Public perceptions about clinical trials and the people who participate in them have significantly improved since 2005, according to a new global study.

According to the study, conducted by US-based non profit the Center for Information & Study on Clinical Research Participation (CISCRP), just 28% of the 6,000 participants said they don’t trust research sponsors to inform the public quickly about safety concerns in clinical trials, compared to 45% in 2005.

In a 2005 Harris Interactive poll, 46% of respondents believed volunteers were gambling with their health by participating in a trial, while the new CISCRP survey found only 23% of respondents agreed with that statement.

Lead investigator for the study Kenneth Getz said: "It was critical to conduct this new study given the importance the clinical research enterprise now places on implementing truly patient-centered research."

"Despite the clinical research enterprise’s desire to better understand and engage patients, no large scale assessment of public and patient attitudes and perceptions had been conducted in more than seven years" said Getz.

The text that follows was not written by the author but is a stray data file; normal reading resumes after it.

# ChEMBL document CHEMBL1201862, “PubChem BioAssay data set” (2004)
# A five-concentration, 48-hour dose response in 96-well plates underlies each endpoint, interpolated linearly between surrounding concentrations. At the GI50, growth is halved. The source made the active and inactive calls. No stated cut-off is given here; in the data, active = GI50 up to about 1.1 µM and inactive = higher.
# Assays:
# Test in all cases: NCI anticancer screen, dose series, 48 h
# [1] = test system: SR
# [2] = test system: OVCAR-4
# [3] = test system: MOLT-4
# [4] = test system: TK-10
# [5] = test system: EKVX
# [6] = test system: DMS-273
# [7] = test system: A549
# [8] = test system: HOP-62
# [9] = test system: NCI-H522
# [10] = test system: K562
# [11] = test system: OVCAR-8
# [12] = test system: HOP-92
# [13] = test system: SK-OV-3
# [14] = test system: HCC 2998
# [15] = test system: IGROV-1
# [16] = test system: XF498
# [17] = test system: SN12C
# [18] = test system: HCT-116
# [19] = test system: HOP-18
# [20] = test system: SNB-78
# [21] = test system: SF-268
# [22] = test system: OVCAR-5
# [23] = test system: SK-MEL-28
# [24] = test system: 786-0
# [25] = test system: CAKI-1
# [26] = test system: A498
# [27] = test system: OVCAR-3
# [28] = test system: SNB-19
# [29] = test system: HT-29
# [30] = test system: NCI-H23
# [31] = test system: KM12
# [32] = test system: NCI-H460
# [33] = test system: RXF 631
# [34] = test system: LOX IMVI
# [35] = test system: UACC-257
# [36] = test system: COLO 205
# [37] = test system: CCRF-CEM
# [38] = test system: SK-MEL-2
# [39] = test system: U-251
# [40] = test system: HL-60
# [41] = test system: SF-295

The research, conducted between Januaray and March, found that the Internet has now surpassed traditional media as the largest source of information for clinical trials, although 60% of the volunteers said that they have not used social media to learn about clinical research.

CISCRP plans to conduct the international poll every other year to monitor and track changes in both public opinion about clinical research.

Image: Only 23% of participants in the study believed clinical trials volunteers were gambling with their health, compared to 46% in 2005. Image courtesy of FreeDigitalPhotos.net.